GRADUATE SCHOOL Marjon Nik-Khah will attend Stanford University next year to begin working toward a PhD in Chemistry. She will be joining a class of 39 PhD students, and the completion of her degree will take somewhere between five and six years. In her first year, Nik-Khah will take a few classes, and be a Teaching Assistant for undergraduate chemistry courses. Her subsequent years at Stanford will mainly consist of research. Nik-Khah hopes to work in the field of chemical biology, but she won't know her specific area of research until she selects a professor and research group to work with at the end of her first semester. "Being a biochemistry major at Scripps made me feel like a chemist, which is why I applied for the chemistry program," Nik-Khah explained, "but my interest was always less in synthetic chemistry and more in using chemistry to solve biological problems." "My dream," Nik-Khah admitted, "is to do research for a large cosmetics company." At this point, however, she is focusing on moving to Palo Alto and beginning her PhD this September.
Zoe Larkins will "begin new life" as she travels to London to participate in a year-long MA program in Art History at the Courtauld Institute of Art. With support coming from the Gabrielle Jungels-Winkler Scholarship that she received, Larkins will study with Dr. Julian Stallabrass, who gave a speech called "Aestheticizing Politics? The Political in Globalised Contemporary Art" at Scripps during the 2008 fall semester. Once she completes the MA program, Larkins will continue on to the Graduate Center of the City University of New York in Manhattan, where she will pursue public art and photograph. Ultimately, she hopes to be a curator in a museum. "I came to Scripps in large part because I knew that after four years here I would be an independent woman, sure of herself and ambitious," Larkins said. "Now, as I prepare to graduate, I see that I was right, and I made a great decision in coming to Scripps. It's funny how such a small, supportive community can launch women into such exciting opportunities. I am aware that I will be forever indebted to Scripps for the support and opportunities its faculty members, staff and alumnae have offered me."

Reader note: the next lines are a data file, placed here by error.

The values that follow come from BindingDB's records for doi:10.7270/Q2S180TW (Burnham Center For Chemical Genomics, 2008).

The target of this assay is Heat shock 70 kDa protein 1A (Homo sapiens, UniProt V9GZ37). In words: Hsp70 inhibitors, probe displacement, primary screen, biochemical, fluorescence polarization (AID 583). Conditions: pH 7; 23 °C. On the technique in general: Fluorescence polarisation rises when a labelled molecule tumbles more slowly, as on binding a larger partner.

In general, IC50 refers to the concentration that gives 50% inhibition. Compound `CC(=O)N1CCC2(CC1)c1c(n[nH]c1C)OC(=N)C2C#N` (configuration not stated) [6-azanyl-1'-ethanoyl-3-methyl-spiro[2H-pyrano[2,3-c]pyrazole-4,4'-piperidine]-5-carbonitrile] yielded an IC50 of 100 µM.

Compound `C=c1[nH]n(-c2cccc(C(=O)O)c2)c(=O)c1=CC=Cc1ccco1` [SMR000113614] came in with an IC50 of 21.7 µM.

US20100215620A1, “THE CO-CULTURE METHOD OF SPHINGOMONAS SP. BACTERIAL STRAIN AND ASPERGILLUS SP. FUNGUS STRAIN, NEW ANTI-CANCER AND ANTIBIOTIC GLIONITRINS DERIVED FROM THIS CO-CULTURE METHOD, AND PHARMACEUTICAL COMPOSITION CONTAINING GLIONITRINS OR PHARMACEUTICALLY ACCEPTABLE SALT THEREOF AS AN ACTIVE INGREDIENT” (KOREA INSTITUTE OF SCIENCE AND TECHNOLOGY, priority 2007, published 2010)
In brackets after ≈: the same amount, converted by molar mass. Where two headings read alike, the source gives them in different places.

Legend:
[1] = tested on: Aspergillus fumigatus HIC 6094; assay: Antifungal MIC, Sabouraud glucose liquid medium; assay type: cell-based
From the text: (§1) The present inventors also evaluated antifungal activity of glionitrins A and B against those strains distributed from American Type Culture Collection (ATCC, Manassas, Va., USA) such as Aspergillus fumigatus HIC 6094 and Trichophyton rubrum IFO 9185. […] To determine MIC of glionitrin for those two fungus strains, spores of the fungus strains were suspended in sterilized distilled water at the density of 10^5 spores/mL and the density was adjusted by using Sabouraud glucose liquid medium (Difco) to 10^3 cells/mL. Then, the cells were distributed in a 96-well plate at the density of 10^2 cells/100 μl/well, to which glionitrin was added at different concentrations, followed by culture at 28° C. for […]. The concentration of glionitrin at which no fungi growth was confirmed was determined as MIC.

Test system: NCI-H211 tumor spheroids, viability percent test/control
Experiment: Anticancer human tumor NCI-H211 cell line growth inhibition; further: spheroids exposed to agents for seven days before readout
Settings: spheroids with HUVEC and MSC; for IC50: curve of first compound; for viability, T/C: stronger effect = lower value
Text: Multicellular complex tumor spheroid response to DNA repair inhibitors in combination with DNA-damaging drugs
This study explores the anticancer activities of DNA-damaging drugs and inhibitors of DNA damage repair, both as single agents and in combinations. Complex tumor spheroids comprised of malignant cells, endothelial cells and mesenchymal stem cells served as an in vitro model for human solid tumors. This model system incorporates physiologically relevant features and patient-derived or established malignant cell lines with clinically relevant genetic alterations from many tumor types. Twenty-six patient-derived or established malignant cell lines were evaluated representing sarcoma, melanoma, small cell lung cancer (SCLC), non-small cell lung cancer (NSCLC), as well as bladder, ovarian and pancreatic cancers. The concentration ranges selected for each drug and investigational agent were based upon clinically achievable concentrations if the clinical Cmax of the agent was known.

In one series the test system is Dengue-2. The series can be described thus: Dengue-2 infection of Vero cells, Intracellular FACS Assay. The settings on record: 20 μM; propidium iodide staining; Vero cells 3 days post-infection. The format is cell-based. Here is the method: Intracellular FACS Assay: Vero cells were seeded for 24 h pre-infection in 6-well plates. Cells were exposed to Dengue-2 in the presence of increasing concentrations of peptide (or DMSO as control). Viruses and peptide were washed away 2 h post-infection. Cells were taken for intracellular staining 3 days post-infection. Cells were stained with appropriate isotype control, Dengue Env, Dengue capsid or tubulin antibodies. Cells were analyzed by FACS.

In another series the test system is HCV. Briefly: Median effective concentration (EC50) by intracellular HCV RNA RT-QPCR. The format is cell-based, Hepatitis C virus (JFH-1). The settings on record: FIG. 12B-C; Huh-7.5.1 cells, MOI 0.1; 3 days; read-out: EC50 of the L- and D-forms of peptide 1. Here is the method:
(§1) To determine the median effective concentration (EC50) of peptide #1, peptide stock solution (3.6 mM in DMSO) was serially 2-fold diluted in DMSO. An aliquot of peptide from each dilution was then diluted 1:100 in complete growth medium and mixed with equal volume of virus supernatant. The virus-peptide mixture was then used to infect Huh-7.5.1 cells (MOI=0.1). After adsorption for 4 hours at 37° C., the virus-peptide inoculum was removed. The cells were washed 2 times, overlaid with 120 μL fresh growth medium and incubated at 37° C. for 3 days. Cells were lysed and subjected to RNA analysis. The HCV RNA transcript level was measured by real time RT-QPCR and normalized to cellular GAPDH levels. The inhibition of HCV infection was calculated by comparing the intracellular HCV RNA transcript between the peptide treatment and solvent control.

Dani Clark is headed to Indiana University, Bloomington to pursue a Masters Degree in Higher Education and Student Affairs. As part of her degree, she will work as a Student Development Specialist, which is comparable to a Hall Director at Scripps, in a first year building. Clark said, "I feel that I am well prepared after four short and full years at Scripps to go on and be prepared for whatever the world throws my way. While I'm ready to move on, I'm very excited to come back over the next three years for my term as the Recent Graduate Trustee." Earlier this semester, the class of 2009 elected Clark to serve as the Recent Graduate Trustee.
Melissa Lewis was overjoyed when she found out that she had received a Fulbright Award for teaching English in South Korea. "I tearily broke the news to my parents, who were just as excited as I was," Lewis said, recounting the moment when she heard about her acceptance. Lewis, who was born in South Korea and adopted 22 years ago, will fly back to her country of origin on July 3 and undergo a six-week orientation in a major city. From there, she will move to a rural area where she will teach English and live in a homestay with a local family. "I speak about five words of the language and am currently studying the 24-letter alphabet," Lewis said. "Understandably, I am both excited and nervous. I also feel very fortunate to have a plan after graduation."